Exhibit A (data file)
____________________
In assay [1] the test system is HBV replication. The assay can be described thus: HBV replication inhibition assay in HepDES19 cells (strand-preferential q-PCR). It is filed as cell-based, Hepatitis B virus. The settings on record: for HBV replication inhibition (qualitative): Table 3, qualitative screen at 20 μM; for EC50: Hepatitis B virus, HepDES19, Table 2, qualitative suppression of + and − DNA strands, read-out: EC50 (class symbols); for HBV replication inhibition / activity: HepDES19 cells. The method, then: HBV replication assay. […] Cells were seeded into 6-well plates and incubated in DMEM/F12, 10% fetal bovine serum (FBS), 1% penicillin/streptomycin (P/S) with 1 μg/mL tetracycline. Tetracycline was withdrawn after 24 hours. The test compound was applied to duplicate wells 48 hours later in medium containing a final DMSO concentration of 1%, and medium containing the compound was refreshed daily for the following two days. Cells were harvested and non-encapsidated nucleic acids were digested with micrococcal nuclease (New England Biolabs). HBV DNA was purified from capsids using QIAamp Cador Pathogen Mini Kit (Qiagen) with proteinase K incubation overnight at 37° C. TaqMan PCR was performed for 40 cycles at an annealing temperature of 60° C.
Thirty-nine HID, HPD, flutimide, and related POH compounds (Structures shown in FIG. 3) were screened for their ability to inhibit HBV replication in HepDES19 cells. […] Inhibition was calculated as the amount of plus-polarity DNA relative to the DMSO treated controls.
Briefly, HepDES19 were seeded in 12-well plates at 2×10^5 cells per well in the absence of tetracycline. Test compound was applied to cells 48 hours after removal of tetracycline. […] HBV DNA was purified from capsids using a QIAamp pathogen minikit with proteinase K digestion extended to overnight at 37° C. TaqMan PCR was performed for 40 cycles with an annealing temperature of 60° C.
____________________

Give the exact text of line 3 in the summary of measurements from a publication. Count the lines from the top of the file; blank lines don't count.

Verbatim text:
Briefly, HepDES19 were seeded in 12-well plates at 2×10^5 cells per well in the absence of tetracycline. Test compound was applied to cells 48 hours after removal of tetracycline. […] HBV DNA was purified from capsids using a QIAamp pathogen minikit with proteinase K digestion extended to overnight at 37° C. TaqMan PCR was performed for 40 cycles with an annealing temperature of 60° C.